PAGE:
• Have we taken the “How to Build Great Team” workshop at the Harvard Innovation Labs?

  • Have we thought about what content expertise or technical expertise that would be ideal in a co-founder?


4. How do we find content expertise?

Content expertise is the topical knowledge that you or another team member has about the well-defined problem that you intend to address with your solution due to her study, training, or experience in the subject matter.


As it relates to content experience, a well-rounded team will have content experience that comes from both personal and professional experiences.  This allows you to both understand the problem from a potential user’s perspective while also having an understanding of how a business approaches the problem.

Questions to ask yourself:

  • What types of expertise does my team have around the problem we are solving?

  • Is this content experience derived from our personal or professional experiences?

  • What resources and people can help us learn more about the problem we are solving?


5. What is a joiner?

Joiners are team members who have entrepreneurial interest but are not necessarily interested in founding an organization.  They typically are interested in the startup environment that provides the opportunity for autonomy and entrepreneurial thinking along with the ability to focus on a specific role versus a founder who is more of a generalist.   


Many joiners like the idea of a start up but may or may not have an idea of their own or the appetite to start an organization themselves.  The Harvard Innovation Labs maintains a list of organizations who are looking for joiners. You can also browse for teammates on Startuptree if you want a join a startup, but don't know which one might be a good match. 


A cofounder typically is willing to commit time and resources and forgo a salary in the short-term as they are invested in the longer terms success of the organization.

Questions to ask yourself:

  • Have we thought about what are the joiner roles that we will need to solve our well-defined problem?

  • Have we thought about what content expertise or technical expertise that would be ideal in a cofounder?


6. What is a board of directors?

Board of Directors are a governing body that has fiduciary and legal oversight of a specific organizations.  The CEO of companies report to the board of directors. The Board of Directors as a body provides strategic advice to the CEO.  The Board is typically comprised of individuals who have experience bring content expertise and technical expertise related to the organizations they serve.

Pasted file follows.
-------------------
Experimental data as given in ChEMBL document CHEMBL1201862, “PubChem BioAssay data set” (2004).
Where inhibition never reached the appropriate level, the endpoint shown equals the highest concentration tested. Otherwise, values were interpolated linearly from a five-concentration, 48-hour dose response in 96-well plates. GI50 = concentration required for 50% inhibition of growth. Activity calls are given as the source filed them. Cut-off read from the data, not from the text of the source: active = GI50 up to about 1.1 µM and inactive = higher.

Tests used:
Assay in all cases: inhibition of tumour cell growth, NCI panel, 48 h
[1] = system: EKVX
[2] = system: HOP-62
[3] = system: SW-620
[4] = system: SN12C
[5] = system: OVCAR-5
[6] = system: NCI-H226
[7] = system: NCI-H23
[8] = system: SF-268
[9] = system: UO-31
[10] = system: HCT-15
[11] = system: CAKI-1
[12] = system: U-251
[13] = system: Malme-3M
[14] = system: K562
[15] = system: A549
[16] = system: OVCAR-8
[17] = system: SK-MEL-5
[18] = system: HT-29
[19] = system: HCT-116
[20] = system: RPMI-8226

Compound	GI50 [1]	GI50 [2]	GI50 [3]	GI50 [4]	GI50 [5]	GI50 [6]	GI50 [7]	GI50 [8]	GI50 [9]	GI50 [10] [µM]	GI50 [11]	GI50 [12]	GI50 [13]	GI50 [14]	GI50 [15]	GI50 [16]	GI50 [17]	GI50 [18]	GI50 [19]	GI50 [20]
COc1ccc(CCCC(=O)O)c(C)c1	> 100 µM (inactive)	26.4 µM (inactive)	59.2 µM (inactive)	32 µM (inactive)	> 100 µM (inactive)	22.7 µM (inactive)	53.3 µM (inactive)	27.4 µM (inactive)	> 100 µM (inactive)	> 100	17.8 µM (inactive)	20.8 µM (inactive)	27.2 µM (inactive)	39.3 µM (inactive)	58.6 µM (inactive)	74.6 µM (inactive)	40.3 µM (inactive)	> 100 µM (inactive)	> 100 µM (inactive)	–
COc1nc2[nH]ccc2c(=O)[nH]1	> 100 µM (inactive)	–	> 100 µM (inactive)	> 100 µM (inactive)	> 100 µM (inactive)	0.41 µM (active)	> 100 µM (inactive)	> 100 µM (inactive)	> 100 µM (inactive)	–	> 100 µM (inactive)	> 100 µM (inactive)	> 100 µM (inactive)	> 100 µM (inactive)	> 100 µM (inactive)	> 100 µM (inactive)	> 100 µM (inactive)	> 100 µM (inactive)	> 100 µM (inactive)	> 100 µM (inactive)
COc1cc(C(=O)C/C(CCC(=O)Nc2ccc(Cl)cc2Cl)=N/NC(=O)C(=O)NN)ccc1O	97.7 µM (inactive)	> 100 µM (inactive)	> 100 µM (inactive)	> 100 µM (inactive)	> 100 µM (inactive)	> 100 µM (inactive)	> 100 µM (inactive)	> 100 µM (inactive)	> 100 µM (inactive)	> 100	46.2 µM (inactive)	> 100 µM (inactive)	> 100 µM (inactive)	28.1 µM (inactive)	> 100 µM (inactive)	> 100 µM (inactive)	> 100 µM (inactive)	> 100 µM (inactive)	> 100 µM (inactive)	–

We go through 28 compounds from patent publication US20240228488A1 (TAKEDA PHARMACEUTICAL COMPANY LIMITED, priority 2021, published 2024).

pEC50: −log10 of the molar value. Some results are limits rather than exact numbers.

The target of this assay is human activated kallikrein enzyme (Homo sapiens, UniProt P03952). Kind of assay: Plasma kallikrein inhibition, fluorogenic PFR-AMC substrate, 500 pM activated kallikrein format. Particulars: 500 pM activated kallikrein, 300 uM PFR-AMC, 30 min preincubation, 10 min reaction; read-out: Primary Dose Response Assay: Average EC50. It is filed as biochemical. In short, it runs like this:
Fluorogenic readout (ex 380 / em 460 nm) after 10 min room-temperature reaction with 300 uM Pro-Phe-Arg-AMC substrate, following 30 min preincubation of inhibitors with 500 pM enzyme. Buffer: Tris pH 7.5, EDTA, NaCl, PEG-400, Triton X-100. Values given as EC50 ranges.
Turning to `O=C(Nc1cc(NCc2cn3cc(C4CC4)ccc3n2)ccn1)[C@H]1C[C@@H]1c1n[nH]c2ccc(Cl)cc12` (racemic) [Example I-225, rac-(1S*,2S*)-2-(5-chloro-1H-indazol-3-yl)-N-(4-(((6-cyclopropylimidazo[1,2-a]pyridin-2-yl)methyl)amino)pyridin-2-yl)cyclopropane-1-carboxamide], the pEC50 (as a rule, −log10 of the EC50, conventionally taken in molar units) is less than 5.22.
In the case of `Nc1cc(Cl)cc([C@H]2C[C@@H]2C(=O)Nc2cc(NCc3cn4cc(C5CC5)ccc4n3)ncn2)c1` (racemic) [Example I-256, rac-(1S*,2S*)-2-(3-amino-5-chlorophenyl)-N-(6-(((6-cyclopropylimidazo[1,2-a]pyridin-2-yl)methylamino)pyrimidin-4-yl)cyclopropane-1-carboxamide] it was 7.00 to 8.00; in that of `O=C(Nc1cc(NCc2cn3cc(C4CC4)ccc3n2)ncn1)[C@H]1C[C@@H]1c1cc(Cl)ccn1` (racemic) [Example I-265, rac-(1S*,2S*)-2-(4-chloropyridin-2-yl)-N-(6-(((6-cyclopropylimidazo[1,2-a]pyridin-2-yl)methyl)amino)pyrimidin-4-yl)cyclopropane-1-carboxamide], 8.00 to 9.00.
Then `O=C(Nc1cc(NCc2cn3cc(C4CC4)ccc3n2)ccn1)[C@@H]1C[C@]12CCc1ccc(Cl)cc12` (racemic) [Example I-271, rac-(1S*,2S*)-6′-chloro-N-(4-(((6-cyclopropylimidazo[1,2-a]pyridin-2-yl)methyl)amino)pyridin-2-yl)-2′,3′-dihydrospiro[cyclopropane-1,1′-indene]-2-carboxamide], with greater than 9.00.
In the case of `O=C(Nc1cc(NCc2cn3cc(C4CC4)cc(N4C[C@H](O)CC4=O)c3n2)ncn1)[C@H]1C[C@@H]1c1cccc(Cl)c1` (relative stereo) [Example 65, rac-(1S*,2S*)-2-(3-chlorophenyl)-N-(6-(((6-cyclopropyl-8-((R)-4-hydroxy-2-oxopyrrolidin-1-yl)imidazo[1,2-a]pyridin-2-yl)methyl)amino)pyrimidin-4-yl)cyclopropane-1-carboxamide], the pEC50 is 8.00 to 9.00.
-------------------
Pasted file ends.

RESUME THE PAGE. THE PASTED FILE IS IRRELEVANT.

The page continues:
A Fellow shares her experience:

Example: "When I founded the an educational nonprofit, I enlisted board members who had backgrounds in education, finance, marketing and legal.  I also looked for teachers and parents who had lived experiences with the problem I was trying to solve by bringing global education opportunities to the New York City Public school system."


In addition to oversight for the organization, the individuals who comprise the board of directors can be strong advocates for the organization helping to introduce you to financial resources and strategic partnerships. 

Questions to ask yourself:

  • Have we developed a board of directors job description?

  • Have we reached out to a Harvard librarian to find board and governance resources?

  • Have we talked to other Harvard and MIT entrepreneurs in education to understand their board structure?


7. What is an advisory board?

Advisory Boards are a structure an entrepreneur can use to convene a group of experts who have content expertise or technical expertise.  These experts make a commitment to providing strategic guidance and connections. Different from a Board of Directors, an advisory board does not have any legal obligations to the organization.  An advisory board role can be used to attract high profile individuals as the commitment is informal can be tailored to meet their availability and interest 

A Fellow shares an experience:

"When I founded the organization, I deliberately sought after high profile learning experts who could add credibility to my organization and who could also connect me to other experts and resources in the field."

It is important to note that while advisory boards are informal in nature that these high-profile individuals can important to the lifecycle of an organization. They can also be strong unpaid ambassadors for your organization.  It is well-worth your time to keep them informed of your progress and think strategically how about how they add value to your organization 

Questions to ask yourself:

  • Have we developed an advisory board job description?